Why Controlling Hypertension Is Key to Controlling ED
Men showing early signs of erectile dysfunction (ED) often discover cardiovascular issues are at the root of their symptoms.
"It's common for guys with ED to also have undiagnosed hypertension," said T. Mike Hsieh, M.D., a professor of urology at the University of California San Diego and director of the university's Men's Health Center.
Apparently, this correlation is skewing younger, too. Hsieh said that because the American lifestyle has become so unhealthy, it's common to see ED and heart problems arise earlier in men's lives and become long-term problems.
"Since the blood vessels of the penis are about one-tenth the size of the coronary artery, ED patients can also be at a higher risk for heart disease," he said.
Penile blood vessels are small, so it doesn't take much to impact them, said Lawrence Jenkins, M.D., a urologist who practices at Urological Associates of Southern Arizona. He said ED could show up as early as 5 to 10 years before a heart attack.
Diabetes is also a notable marker in the onset of ED. Men with type 1 diabetes who didn't control it when they were younger can experience ED as early as their 40s, according to Jenkins. Type 2 diabetes usually occurs later in life, typically as a result of poor diet and little exercise, and ED symptoms can manifest when a patient is in their 50s or 60s.
Hypertension can also result in kidney disease and, ultimately, possible kidney failure, Jenkins said.
"Kidneys get 20 percent of each beat of the heart, and all of that extra pressure from hypertension causes the kidneys to have more scarring, decreasing the ability for it to filter," Jenkins said. "Some blood pressure medications help the kidneys respond by sending chemicals to reduce blood pressure, but that can affect erectile function via blood flow. ED is a canary in the coal mine—an early warning sign of things not working correctly."
The tipping point for hypertension
A normal blood pressure level is less than 120/80. The first number, systolic blood pressure, measures pressure in the arteries when the heart beats. The second number, diastolic blood pressure, measures pressure in the arteries when the heart rests between beats. The higher the numbers, the more a person is at risk for heart problems.
Hypertension is blood pressure that is consistently higher than normal. Jenkins said there are two general levels at which hypertension must be addressed before ED:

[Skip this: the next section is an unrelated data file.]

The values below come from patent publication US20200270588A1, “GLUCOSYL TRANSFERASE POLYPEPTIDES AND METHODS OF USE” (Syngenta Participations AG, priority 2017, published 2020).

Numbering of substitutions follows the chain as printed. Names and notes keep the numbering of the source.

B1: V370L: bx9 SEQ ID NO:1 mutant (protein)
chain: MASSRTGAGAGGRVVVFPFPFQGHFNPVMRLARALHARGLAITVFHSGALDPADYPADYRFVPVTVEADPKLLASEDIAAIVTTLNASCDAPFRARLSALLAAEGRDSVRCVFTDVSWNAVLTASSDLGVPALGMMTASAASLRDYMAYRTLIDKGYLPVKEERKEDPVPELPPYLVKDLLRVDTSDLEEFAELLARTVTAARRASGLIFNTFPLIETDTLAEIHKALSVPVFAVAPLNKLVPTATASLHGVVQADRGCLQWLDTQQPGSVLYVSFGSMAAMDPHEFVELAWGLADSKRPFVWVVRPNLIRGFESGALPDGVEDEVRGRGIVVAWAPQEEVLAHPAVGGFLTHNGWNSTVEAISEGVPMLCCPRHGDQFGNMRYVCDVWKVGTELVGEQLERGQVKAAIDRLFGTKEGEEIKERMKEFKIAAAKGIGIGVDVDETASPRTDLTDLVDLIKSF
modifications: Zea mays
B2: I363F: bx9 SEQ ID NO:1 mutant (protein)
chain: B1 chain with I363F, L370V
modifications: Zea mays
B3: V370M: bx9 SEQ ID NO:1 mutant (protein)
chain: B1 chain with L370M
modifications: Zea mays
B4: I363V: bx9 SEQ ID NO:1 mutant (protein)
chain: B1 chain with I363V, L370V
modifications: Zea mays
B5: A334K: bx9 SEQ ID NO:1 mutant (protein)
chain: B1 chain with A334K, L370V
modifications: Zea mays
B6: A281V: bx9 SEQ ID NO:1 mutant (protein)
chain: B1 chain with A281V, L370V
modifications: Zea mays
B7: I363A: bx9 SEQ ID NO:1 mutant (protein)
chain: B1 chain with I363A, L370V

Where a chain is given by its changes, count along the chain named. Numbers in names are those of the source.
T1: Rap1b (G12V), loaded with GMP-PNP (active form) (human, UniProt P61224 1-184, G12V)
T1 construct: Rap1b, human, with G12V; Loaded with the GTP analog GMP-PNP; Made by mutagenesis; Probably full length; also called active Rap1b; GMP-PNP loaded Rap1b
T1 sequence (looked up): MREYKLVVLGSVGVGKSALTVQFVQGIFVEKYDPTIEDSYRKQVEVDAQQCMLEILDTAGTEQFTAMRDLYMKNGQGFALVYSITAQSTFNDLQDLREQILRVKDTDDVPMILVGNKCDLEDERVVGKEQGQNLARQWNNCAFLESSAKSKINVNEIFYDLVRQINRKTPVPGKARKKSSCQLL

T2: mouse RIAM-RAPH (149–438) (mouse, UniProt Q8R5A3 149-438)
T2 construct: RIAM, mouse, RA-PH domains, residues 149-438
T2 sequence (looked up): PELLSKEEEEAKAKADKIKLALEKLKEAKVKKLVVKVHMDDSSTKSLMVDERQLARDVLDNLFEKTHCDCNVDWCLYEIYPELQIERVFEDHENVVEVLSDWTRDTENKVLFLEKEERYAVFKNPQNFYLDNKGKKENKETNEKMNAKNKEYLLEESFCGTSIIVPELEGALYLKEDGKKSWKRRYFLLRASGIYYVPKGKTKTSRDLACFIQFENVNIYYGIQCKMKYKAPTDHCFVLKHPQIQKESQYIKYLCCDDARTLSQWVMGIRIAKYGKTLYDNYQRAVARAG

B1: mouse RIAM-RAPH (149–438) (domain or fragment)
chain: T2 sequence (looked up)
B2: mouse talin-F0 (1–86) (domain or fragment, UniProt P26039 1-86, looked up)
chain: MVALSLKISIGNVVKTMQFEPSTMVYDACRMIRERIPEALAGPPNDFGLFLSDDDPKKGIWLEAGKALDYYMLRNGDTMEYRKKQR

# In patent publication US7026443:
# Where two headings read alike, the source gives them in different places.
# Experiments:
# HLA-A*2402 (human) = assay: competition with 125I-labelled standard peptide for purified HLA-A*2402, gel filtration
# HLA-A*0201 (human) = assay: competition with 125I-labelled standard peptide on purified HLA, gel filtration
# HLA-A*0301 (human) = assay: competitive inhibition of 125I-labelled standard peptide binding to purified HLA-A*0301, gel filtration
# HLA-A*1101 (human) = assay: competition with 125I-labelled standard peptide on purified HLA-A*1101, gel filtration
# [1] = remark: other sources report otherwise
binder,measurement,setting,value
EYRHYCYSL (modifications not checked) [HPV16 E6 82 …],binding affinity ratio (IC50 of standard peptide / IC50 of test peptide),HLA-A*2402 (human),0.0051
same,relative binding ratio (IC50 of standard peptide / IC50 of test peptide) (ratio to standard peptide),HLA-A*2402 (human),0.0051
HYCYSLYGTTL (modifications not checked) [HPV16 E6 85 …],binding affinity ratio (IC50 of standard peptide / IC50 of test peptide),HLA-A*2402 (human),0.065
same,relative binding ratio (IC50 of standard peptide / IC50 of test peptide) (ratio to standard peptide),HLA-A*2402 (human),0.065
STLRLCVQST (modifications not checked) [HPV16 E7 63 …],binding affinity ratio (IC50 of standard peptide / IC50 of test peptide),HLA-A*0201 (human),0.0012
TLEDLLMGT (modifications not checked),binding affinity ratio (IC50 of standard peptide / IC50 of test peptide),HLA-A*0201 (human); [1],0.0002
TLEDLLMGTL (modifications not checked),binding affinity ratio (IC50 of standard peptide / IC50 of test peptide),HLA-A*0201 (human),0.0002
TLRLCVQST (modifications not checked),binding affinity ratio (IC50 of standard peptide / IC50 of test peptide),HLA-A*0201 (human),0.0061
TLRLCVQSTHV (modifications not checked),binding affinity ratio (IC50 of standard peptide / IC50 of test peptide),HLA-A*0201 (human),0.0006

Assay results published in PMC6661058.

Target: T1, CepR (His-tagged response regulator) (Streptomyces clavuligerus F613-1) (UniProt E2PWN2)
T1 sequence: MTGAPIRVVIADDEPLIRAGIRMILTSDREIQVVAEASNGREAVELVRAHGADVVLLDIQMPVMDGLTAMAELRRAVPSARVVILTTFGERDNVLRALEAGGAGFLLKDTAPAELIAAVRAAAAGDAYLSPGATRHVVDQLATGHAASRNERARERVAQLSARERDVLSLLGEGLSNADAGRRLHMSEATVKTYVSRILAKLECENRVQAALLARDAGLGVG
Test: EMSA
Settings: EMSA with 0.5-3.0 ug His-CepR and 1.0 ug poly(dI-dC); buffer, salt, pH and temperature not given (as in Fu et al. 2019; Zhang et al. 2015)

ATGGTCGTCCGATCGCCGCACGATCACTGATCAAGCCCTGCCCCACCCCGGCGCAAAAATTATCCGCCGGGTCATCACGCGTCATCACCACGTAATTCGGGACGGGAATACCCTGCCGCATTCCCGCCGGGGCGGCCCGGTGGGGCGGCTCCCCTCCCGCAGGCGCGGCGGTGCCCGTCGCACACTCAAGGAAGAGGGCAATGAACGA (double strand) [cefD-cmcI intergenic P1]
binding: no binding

- Hypertensive urgency (higher than 180/110) requires timely medical attention because it's a potential gateway to organ damage and other problems.
- Hypertensive emergency (higher than 180/120), as its name suggests, requires immediate attention.
While neither level typically happens without another underlying cause, it is worth noting that any level of ongoing high blood pressure requires treatment, and ED symptoms could present themselves along with hypertension.
Reversing the clock is possible, but not probable
If you detect cardiovascular issues early enough, potential ED symptoms are reversible, Hsieh said.
"I'm lying if I tell a guy I can make him 18 again," Hsieh said. "If you're having issues at 30, 40, 50, we can reverse the clock by about 10 years. As we get older, though, our body does need more help. It's a natural part of aging."
A pivotal piece of turning back the clock is discovering endothelial dysfunction early. Blood vessels can become stiff through ongoing cardiovascular issues, and it can take years to see that damage, according to Hsieh. Treating high blood pressure early can help maintain proper blood flow—and, potentially, better erectile function—but it requires a lifelong process to manage normal function.
Medication is a common treatment
Drugs are routinely prescribed for hypertension, but two classes, beta blockers and diuretics, are more likely to affect blood flow and result in erectile dysfunction. If you're experiencing ED symptoms and believe your blood pressure medication may be the cause, talk to your doctor about different medication options.
Treatment for high blood pressure is necessary—the risks are too great otherwise, not just for heart problems but also for ED.
Men with untreated high blood pressure have worse blood flow in the penis than men with normal blood pressure, but those differences disappear with the use of blood pressure medication, according to research presented in 2020 by the European Society of Cardiology.
However, penile blood flow is similar for both treated and untreated men with hypertension, implying there is already significant structural damage in the penile arteries and that adding antihypertensive drugs won't worsen blood flow, the study reported. But medication does have a negative impact on blood flow for men with "normal" or "high-normal" blood pressure and minimal structural damage to the penile arteries.
This is why, perhaps, the best medication of all is common sense.
"The biggest thing is prevention [through] a healthy lifestyle," Jenkins said.